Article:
Although tribunals have the power to stay proceedings indefinitely, the Court of Appeal held in Asda Stores Ltd v Brierley and ors that they could not strike out claims and transfer them to the High Court just because it might be the more appropriate forum.

Basic facts

Over 7,000 mainly women claimants who work in Asda’s retail stores lodged tribunal claims for equal pay with comparators (overwhelmingly men) employed in the company’s distribution depots.

Before the tribunal had the opportunity to decide on the merits of the claims, Asda applied for them to be transferred to the High Court. It argued that, although the tribunal did not have the power to transfer the claims, it did have the power to stay the proceedings indefinitely. If it exercised that power, the claimants would have no choice but to go to the High Court if they wanted to pursue their claims

Tribunal and EAT decisions

The tribunal concluded that it had no power to impose a stay and that even if it did, it would not be appropriate to exercise it in this case. Asda appealed to the EAT which also decided that there was no arguable case.

Submissions by Asda

Asda appealed again, arguing that although tribunals have considerable experience in dealing with large scale equal pay cases in the public sector, this was of limited relevance when dealing with the complexity of these claims. Given the very complex points of both EU and domestic law which would need to be resolved, a High Court judge would be more suited to decide them than an employment judge.

For their part, the claimants argued that although their claims were complex, it was not that different from the high value public sector claims in the health and local authority sectors which tribunals had dealt with perfectly adequately. Tribunals frequently have to determine difficult points of law and are very used to determining issues of comparability, material factor defenses and remedies.

Decision of Court of Appeal

The Court of Appeal rejected the appeal. While accepting that tribunals have the power to stay proceedings indefinitely, they could not strike out claims just because the High Court might be a more appropriate forum. The claimants had a statutory right to proceed in tribunal and it would not be lawful to stay proceedings in order to impose a transfer of jurisdiction.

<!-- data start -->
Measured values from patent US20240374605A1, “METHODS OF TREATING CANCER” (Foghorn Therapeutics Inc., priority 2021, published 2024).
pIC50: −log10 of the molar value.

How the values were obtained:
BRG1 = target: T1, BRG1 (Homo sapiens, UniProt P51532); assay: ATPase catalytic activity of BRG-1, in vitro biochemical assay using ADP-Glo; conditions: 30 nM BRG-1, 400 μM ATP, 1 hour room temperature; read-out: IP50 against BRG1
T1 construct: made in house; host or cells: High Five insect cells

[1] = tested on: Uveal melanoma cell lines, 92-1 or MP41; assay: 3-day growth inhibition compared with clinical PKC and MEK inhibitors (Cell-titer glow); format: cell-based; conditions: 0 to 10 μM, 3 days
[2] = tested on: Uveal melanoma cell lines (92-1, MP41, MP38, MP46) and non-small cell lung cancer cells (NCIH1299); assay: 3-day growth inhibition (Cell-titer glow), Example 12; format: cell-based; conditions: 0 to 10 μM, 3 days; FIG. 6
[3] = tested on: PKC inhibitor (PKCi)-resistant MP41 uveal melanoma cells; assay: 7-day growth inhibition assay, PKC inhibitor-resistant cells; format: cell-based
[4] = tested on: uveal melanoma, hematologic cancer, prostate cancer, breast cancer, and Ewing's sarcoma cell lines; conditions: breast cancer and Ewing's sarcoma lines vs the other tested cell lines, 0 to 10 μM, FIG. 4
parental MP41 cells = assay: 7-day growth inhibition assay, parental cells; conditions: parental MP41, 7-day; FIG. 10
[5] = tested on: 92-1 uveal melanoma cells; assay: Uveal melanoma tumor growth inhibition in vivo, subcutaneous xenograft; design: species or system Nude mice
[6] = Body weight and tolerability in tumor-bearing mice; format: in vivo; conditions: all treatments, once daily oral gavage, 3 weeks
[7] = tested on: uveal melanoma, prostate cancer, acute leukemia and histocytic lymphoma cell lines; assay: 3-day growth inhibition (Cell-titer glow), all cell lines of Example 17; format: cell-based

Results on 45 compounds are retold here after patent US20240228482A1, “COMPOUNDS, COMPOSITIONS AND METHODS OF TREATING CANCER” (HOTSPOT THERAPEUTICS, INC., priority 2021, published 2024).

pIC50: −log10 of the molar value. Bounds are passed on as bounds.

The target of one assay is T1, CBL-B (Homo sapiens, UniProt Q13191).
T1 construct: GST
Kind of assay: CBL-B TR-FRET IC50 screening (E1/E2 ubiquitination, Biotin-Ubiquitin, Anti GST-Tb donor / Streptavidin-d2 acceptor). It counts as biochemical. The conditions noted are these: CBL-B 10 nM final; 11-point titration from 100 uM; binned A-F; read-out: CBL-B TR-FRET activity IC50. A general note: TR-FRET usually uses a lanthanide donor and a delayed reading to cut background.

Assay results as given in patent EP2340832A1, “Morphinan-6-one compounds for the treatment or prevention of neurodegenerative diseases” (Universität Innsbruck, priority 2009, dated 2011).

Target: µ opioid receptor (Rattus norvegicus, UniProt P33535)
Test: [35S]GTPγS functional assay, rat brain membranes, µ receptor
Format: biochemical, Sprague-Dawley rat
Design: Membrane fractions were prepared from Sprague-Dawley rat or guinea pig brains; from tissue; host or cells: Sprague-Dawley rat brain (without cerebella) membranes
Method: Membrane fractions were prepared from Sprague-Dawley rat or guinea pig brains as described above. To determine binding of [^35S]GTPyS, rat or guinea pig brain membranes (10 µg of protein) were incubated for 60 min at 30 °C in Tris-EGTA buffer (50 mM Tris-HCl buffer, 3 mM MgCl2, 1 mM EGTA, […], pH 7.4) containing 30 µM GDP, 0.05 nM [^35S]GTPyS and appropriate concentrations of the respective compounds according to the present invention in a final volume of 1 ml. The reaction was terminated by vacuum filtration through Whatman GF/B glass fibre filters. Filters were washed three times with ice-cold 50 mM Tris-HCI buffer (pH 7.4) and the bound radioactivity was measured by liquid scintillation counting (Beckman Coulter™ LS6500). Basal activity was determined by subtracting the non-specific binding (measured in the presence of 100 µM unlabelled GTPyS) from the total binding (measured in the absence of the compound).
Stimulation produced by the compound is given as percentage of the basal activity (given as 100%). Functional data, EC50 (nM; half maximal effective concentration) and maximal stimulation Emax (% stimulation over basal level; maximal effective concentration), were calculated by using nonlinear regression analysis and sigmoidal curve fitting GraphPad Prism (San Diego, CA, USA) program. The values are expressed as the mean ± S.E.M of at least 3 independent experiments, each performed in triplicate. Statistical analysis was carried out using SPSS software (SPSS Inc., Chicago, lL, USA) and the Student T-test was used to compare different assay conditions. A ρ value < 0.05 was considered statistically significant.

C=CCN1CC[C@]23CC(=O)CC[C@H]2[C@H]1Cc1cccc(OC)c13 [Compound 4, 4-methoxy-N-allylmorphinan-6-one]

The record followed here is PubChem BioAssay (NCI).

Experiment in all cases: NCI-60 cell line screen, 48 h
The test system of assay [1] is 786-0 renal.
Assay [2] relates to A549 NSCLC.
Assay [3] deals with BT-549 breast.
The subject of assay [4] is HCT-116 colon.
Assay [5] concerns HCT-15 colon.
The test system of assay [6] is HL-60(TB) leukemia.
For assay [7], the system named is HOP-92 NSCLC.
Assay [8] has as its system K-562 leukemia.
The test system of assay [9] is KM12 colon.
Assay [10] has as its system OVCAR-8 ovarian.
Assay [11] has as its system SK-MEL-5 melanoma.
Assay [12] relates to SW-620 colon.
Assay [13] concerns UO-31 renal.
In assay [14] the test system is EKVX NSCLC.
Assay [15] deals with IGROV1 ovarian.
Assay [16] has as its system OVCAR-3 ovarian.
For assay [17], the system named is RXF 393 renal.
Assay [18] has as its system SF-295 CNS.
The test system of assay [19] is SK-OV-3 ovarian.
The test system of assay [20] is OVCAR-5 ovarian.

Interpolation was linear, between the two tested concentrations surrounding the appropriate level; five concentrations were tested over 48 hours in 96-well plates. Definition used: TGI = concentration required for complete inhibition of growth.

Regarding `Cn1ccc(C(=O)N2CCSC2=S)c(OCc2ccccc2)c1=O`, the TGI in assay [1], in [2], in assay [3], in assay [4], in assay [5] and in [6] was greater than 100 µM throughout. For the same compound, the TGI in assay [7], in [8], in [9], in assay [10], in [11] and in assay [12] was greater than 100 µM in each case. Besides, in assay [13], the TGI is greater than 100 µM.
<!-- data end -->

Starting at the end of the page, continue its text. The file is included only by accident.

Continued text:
Apart from anything else, it would be prejudicial to the employees to have to start proceedings again, with the additional stress, including the additional court fees that it would involve. In addition, there was a risk that a claim initially in time would now be out of time. In addition, as arrears of pay are limited to pay accruing in the six years before proceedings are commenced, the clock would have to start again but from a later date. That was particularly relevant where, as is alleged to be the position here, the inequality has been operating for more than six years. In addition the claimants might have to pay costs if they lost in the High Court, whereas costs are rarely awarded in a tribunal.

The employment tribunal judge had given cogent reasons for reaching the decision that he had and his conclusion could not conceivably be said to be perverse. Very few High Court judges had experience in the field of equal pay claims whereas a number of highly able tribunal judges had in terms of dealing with difficult cases and bringing highly specialist knowledge to the points of law which could arise. The assumption they were not up to the task was unwarranted and underestimated the quality of tribunal judges.

 

Comment

Claimants can choose whether to start their claims in the court system or in the Employment Tribunal. Section 128 Equality Act 2010 says a court can transfer an equal pay claim to the employment tribunal if the court thinks that would be better. The tribunal cannot transfer an equal pay claim to the County Court or the High Court. So the decision of the Court of Appeal hardly comes as a surprise. Perhaps the many barristers and employers’ lawyers take the view that equal pay claims would be better managed in the High Court because that would, in practice, take away all low paid women’s rights to equal pay.